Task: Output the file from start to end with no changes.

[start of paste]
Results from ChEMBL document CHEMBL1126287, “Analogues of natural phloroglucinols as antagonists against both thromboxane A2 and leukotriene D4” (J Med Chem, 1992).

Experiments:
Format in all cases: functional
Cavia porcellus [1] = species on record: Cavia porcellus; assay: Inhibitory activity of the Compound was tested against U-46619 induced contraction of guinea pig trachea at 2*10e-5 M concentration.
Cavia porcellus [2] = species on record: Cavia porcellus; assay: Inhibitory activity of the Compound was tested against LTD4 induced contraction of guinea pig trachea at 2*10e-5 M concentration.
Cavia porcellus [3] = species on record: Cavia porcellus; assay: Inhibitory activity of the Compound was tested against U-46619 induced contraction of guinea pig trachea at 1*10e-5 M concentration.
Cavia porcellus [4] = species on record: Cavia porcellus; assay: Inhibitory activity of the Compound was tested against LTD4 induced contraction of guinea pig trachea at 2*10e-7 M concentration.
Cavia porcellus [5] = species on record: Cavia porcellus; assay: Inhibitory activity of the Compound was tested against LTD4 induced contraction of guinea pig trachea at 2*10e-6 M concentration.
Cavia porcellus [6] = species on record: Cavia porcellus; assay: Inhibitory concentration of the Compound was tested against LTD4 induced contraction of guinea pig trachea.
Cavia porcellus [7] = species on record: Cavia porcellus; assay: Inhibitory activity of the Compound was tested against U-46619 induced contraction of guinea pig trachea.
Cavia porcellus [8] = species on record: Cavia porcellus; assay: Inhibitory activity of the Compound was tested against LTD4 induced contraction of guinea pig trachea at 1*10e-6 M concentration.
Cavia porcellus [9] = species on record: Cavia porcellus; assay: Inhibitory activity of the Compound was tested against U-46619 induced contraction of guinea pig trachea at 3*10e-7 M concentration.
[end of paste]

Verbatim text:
Results from ChEMBL document CHEMBL1126287, “Analogues of natural phloroglucinols as antagonists against both thromboxane A2 and leukotriene D4” (J Med Chem, 1992).

Experiments:
Format in all cases: functional
Cavia porcellus [1] = species on record: Cavia porcellus; assay: Inhibitory activity of the Compound was tested against U-46619 induced contraction of guinea pig trachea at 2*10e-5 M concentration.
Cavia porcellus [2] = species on record: Cavia porcellus; assay: Inhibitory activity of the Compound was tested against LTD4 induced contraction of guinea pig trachea at 2*10e-5 M concentration.
Cavia porcellus [3] = species on record: Cavia porcellus; assay: Inhibitory activity of the Compound was tested against U-46619 induced contraction of guinea pig trachea at 1*10e-5 M concentration.
Cavia porcellus [4] = species on record: Cavia porcellus; assay: Inhibitory activity of the Compound was tested against LTD4 induced contraction of guinea pig trachea at 2*10e-7 M concentration.
Cavia porcellus [5] = species on record: Cavia porcellus; assay: Inhibitory activity of the Compound was tested against LTD4 induced contraction of guinea pig trachea at 2*10e-6 M concentration.
Cavia porcellus [6] = species on record: Cavia porcellus; assay: Inhibitory concentration of the Compound was tested against LTD4 induced contraction of guinea pig trachea.
Cavia porcellus [7] = species on record: Cavia porcellus; assay: Inhibitory activity of the Compound was tested against U-46619 induced contraction of guinea pig trachea.
Cavia porcellus [8] = species on record: Cavia porcellus; assay: Inhibitory activity of the Compound was tested against LTD4 induced contraction of guinea pig trachea at 1*10e-6 M concentration.
Cavia porcellus [9] = species on record: Cavia porcellus; assay: Inhibitory activity of the Compound was tested against U-46619 induced contraction of guinea pig trachea at 3*10e-7 M concentration.